As a condition for its 2004 stock purchase from a former shareholder, eBay insisted on acquiring special rights over Craig’s and Jim’s shares (e.g. rights-of-first-refusal over any sale of their shares), and special rights from craigslist (e.g. veto rights over mergers and acquisitions), for which it collectively paid $16 million. This sum was distributed to craigslist’s shareholders, in part because had it not been distributed, eBay would have had a pro rata claim on any portion retained by the company, effectively paying itself for the rights it purchased.  eBay’s special rights terminated in 2007, when it launched Kijiji in the US.

Also subject to testimony will be eBay’s misconduct, and abuses by eBay of its position as a shareholder of craigslist – evidence of and suspicions regarding which informed the craigslist board when the corporate governance protections in question were researched, deliberated upon, and ultimately adopted.

For additional information, please refer to craigslist’s pre-trial brief.

Dart Dismissed

October 21, 2009

US District Court Judge John F. Grady has summarily dismissed Sheriff Dart’s suit against craigslist, concluding:

Sheriff Dart may continue to use craigslist’s website to identify and pursue individuals who post allegedly unlawful content. But he cannot sue craigslist for their conduct

Here is the full text of the judge’s ruling

Matt Zimmerman at the EFF has excellent analysis and commentary:

Meritless cases brought by law enforcement officers, amounting to little more than publicity stunts with little to no chance of success, do little to address the officers’ underlying concerns.

Trial Postponed

October 2, 2009

Our trial before the Delaware Chancery Court has just been postponed at eBay’s request, but it’s worth noting that the Chancellor has now granted summary judgement dismissing 2 of eBay’s claims.

As to the remaining claims, the evidence at trial will show craigslist and its directors adopted reasonable governance measures to protect craigslist and its mission from, among other things, eBay’s exploitation of its position as stockholder to harm craigslist and obtain unfair commercial advantage.

Here is the public version of craigslist’s trial brief.

The unrelated suit against eBay in California — for unlawful and unfair competition, misappropriation of proprietary information, deceptive passing-off, business interference, false advertising, phishing attacks, free-riding, trademark infringement, trademark dilution, and breaches of fiduciary duty — is unaffected.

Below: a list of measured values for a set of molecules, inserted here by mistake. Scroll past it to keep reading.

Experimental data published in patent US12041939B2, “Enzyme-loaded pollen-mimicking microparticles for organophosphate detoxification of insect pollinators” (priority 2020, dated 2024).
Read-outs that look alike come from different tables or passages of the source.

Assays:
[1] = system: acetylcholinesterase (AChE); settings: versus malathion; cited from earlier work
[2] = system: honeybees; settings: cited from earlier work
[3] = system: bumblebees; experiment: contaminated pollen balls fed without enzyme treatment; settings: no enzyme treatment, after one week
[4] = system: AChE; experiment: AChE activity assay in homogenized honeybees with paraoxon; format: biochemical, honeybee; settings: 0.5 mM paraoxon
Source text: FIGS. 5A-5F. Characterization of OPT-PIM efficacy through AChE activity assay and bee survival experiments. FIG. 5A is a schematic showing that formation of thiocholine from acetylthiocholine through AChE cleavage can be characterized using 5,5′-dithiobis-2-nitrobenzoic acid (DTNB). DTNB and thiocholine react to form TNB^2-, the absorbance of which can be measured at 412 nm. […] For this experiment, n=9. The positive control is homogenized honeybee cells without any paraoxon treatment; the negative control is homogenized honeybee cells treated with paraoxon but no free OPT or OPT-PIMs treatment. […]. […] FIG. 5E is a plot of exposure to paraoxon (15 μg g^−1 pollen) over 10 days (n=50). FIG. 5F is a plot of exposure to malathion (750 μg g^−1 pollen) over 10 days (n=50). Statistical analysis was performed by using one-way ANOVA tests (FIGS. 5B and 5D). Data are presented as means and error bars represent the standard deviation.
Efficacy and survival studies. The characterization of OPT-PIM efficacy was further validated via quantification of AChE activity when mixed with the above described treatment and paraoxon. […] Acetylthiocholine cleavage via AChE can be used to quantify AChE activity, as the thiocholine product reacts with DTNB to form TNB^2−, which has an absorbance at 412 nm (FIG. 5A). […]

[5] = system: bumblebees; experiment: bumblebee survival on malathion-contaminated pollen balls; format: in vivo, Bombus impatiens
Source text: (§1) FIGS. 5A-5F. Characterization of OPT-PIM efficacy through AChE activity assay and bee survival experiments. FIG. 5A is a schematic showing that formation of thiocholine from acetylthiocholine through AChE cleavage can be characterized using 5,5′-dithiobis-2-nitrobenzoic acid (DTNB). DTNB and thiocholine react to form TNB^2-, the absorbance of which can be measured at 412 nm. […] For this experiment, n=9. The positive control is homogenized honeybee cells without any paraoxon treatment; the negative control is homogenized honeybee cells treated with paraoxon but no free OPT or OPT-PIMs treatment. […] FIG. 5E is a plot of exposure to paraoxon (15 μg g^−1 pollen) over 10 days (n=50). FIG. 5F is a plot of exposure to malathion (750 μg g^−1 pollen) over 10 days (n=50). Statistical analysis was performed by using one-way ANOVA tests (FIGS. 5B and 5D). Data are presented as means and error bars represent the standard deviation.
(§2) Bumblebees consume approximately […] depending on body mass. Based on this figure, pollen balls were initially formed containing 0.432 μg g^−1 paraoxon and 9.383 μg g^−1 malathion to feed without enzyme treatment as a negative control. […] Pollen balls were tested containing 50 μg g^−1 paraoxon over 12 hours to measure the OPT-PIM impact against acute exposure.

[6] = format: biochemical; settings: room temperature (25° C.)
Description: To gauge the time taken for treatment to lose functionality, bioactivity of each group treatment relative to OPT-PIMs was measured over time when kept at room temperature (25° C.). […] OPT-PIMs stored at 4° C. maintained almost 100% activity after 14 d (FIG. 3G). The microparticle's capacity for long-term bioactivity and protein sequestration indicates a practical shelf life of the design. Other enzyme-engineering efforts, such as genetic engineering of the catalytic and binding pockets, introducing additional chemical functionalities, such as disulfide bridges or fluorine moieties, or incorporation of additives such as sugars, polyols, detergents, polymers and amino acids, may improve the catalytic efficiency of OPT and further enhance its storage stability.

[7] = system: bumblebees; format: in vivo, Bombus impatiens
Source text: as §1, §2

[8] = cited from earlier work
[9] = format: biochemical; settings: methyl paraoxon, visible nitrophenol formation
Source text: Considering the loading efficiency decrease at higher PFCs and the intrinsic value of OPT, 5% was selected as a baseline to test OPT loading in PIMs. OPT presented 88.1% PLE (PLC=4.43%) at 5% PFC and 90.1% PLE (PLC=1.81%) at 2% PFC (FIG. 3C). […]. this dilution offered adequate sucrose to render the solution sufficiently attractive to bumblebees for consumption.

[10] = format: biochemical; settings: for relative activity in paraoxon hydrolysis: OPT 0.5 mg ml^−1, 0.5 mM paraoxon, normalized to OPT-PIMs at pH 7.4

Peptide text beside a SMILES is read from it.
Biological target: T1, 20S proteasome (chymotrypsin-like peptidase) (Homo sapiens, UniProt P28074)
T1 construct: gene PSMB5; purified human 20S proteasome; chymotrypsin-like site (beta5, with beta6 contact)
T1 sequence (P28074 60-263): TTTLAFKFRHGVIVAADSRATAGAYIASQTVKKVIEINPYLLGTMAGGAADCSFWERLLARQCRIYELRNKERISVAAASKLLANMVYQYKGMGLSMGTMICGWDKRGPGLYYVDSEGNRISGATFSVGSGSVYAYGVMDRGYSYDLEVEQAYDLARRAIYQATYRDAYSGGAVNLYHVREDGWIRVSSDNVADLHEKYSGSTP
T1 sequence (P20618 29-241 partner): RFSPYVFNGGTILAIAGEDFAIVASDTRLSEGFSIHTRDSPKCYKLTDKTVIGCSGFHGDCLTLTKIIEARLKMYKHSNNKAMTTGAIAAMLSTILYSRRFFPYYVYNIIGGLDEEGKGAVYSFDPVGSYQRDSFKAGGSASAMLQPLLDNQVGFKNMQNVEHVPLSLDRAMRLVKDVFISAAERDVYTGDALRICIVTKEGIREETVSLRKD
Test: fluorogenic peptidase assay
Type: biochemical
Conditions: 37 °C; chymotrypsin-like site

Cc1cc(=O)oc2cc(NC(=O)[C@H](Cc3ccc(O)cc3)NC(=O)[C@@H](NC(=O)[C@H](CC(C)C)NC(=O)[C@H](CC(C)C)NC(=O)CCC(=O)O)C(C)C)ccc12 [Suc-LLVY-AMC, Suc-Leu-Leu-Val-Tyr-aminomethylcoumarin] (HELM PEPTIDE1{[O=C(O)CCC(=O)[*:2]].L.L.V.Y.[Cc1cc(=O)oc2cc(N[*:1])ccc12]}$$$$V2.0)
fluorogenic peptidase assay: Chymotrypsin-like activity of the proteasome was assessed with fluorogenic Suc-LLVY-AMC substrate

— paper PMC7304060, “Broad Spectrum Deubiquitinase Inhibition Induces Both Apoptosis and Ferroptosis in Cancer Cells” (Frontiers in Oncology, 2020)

Running Hot and Cold

May 22, 2009

AP reporter Meg Kinnard has revealed that Defendant McMaster has not prosecuted so much as a single prostitution case in his 7 years as SC Attorney General, and has not objected to local newspapers running adult service ads, choosing instead to attack SF-based craigslist:

Ann Bartow, a professor of Internet law at the University of South Carolina School of Law, said McMaster’s decision to take on Craigslist and not local newspapers that advertise escort services suggests political motivations.

“Why Craigslist? Newspapers run the same ads, but they have people locally who would stand up for them, and he didn’t want to alienate the newspapers that would be reporting on his campaign,” Bartow said.

 

Turning a Blind Eye

May 22, 2009

Noteable as this news cycle winds down ( “Craigslist Pwns McMaster,” “Pandering Has Its Price,” “Craigslist 1, McMaster 0,” “McMaster’s Final Humiliation” ) has been the absolute disinterest shown by politicians and journalists in hardcore sex-for-money ads featured in journalistic media, no matter how numerous or graphic they may be.

Here are a few out of tens of thousands of “escort ads” featured onbackpage.com adult classifieds owned by Village Voice Media, publisher of achain of weekly newspapers. (WARNING – EXPLICIT SEXUAL CONTENT):

UPDATE – Now deleted ads included photos of sex acts, and price quotes for: “GFE, BBBJ, CIM, greek, swallow, DATY, 69, facials, golden showers, anal”

UPDATE – Screenshot of ad cited above (CAUTION, EXPLICIT SEXUALITY)

These examples were “featured” ads for which Village Voice charged extra, such that this content presumably fell well within their guidelines.

It’s worth noting that these ads’ TITLES ALONE contain more explicit content than you will find in all craigslist adult service ads combined.

Could the blessing of politicos on voluminous pornographic sex-for-money ads in journalistic media have anything to do with the need for positive coverage and campaign endorsements from said media?

As for journalists, is it possible that criticizing craigslist is more career-friendly than taking their own employers (or publishing peers) to task?